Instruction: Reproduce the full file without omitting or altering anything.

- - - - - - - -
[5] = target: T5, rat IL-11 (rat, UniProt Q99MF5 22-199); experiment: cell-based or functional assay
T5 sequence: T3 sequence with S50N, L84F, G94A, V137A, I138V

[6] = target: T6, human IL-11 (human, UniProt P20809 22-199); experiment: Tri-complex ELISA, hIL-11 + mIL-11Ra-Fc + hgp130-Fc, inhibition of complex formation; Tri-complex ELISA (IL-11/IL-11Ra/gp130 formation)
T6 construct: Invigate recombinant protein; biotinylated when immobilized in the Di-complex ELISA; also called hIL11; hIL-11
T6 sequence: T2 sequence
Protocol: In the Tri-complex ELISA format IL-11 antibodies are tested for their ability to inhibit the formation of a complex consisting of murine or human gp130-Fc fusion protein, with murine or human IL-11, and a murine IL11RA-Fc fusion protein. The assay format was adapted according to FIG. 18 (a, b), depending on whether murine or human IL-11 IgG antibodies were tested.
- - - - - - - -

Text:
[5] = target: T5, rat IL-11 (rat, UniProt Q99MF5 22-199); experiment: cell-based or functional assay
T5 sequence: T3 sequence with S50N, L84F, G94A, V137A, I138V

[6] = target: T6, human IL-11 (human, UniProt P20809 22-199); experiment: Tri-complex ELISA, hIL-11 + mIL-11Ra-Fc + hgp130-Fc, inhibition of complex formation; Tri-complex ELISA (IL-11/IL-11Ra/gp130 formation)
T6 construct: Invigate recombinant protein; biotinylated when immobilized in the Di-complex ELISA; also called hIL11; hIL-11
T6 sequence: T2 sequence
Protocol: In the Tri-complex ELISA format IL-11 antibodies are tested for their ability to inhibit the formation of a complex consisting of murine or human gp130-Fc fusion protein, with murine or human IL-11, and a murine IL11RA-Fc fusion protein. The assay format was adapted according to FIG. 18 (a, b), depending on whether murine or human IL-11 IgG antibodies were tested.